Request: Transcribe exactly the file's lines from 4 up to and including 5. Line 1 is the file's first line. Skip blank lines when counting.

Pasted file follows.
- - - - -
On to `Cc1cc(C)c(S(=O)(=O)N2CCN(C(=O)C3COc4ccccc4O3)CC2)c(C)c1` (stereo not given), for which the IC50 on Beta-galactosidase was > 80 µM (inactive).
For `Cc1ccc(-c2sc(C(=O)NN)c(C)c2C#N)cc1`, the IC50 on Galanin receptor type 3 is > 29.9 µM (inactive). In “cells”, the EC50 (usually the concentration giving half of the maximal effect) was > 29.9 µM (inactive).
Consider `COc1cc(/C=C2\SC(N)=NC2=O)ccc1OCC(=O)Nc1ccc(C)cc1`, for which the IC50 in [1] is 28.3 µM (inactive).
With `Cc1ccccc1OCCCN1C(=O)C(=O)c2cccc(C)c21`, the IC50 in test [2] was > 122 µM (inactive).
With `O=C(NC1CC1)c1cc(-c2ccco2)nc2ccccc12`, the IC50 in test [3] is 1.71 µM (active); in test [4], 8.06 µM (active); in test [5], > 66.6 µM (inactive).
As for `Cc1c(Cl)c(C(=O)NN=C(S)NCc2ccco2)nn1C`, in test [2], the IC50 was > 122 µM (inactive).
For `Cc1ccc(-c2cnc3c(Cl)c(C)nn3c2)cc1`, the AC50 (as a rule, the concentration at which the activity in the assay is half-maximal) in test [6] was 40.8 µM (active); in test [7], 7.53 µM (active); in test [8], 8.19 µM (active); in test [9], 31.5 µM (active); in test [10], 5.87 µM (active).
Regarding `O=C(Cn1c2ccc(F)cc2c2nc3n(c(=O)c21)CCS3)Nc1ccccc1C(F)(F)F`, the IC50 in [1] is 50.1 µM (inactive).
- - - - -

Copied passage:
With `Cc1ccccc1OCCCN1C(=O)C(=O)c2cccc(C)c21`, the IC50 in test [2] was > 122 µM (inactive).
With `O=C(NC1CC1)c1cc(-c2ccco2)nc2ccccc12`, the IC50 in test [3] is 1.71 µM (active); in test [4], 8.06 µM (active); in test [5], > 66.6 µM (inactive).